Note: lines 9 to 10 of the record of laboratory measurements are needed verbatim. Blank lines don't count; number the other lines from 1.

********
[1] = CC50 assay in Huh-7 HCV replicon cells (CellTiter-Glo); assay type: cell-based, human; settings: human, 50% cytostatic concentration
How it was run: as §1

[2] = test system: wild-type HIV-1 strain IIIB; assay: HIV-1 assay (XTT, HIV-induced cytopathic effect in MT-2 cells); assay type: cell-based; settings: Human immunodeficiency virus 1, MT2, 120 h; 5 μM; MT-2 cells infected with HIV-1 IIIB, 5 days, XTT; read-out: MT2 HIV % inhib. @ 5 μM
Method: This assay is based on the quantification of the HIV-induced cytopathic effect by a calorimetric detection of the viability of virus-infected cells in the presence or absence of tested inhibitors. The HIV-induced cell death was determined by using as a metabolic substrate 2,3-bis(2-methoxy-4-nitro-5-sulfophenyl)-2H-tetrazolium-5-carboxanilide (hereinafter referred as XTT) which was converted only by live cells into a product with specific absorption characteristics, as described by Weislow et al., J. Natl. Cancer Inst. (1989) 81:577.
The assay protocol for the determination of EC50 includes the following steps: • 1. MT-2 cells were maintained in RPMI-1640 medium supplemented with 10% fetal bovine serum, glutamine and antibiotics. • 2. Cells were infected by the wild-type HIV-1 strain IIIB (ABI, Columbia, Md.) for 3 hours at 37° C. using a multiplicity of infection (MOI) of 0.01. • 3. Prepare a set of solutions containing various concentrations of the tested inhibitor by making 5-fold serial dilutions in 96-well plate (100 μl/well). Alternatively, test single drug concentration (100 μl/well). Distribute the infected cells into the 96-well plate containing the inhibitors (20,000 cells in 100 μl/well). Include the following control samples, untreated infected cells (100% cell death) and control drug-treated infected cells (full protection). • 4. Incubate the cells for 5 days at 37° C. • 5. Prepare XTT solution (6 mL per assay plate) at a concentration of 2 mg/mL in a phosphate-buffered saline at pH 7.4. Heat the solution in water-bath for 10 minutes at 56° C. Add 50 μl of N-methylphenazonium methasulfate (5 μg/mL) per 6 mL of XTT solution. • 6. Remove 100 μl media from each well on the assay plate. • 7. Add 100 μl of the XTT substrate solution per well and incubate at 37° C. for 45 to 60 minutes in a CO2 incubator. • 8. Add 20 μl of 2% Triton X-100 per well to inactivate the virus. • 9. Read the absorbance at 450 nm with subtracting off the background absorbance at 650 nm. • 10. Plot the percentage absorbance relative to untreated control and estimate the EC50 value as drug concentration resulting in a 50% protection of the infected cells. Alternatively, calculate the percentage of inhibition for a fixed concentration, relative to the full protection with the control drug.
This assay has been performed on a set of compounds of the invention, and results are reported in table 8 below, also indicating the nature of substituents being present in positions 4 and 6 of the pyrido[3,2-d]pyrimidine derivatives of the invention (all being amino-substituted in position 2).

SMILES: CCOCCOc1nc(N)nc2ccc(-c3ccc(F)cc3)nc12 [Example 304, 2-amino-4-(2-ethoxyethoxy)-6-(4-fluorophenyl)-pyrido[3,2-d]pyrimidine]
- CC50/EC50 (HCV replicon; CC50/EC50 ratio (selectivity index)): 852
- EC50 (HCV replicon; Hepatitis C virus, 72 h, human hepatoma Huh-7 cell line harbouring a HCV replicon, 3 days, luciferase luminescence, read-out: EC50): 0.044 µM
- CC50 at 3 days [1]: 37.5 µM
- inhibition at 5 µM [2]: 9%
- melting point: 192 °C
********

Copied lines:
- EC50 (HCV replicon; Hepatitis C virus, 72 h, human hepatoma Huh-7 cell line harbouring a HCV replicon, 3 days, luciferase luminescence, read-out: EC50): 0.044 µM
- CC50 at 3 days [1]: 37.5 µM